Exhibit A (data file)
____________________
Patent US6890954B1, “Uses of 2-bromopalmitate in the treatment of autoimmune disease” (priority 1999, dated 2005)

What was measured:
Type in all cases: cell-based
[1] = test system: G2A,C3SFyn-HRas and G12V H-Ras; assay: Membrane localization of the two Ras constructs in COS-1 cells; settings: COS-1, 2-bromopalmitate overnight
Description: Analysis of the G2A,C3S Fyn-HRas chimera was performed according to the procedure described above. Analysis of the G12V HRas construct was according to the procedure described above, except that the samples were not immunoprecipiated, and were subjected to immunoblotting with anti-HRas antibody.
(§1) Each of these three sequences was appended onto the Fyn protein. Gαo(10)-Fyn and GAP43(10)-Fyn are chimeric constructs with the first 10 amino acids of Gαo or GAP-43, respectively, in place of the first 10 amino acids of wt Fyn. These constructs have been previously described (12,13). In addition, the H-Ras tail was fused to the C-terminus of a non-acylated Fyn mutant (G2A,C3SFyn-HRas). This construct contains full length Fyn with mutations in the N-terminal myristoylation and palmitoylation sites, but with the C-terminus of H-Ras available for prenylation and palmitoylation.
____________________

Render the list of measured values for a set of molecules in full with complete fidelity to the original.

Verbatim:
Patent US6890954B1, “Uses of 2-bromopalmitate in the treatment of autoimmune disease” (priority 1999, dated 2005)

What was measured:
Type in all cases: cell-based
[1] = test system: G2A,C3SFyn-HRas and G12V H-Ras; assay: Membrane localization of the two Ras constructs in COS-1 cells; settings: COS-1, 2-bromopalmitate overnight
Description: Analysis of the G2A,C3S Fyn-HRas chimera was performed according to the procedure described above. Analysis of the G12V HRas construct was according to the procedure described above, except that the samples were not immunoprecipiated, and were subjected to immunoblotting with anti-HRas antibody.
(§1) Each of these three sequences was appended onto the Fyn protein. Gαo(10)-Fyn and GAP43(10)-Fyn are chimeric constructs with the first 10 amino acids of Gαo or GAP-43, respectively, in place of the first 10 amino acids of wt Fyn. These constructs have been previously described (12,13). In addition, the H-Ras tail was fused to the C-terminus of a non-acylated Fyn mutant (G2A,C3SFyn-HRas). This construct contains full length Fyn with mutations in the N-terminal myristoylation and palmitoylation sites, but with the C-terminus of H-Ras available for prenylation and palmitoylation.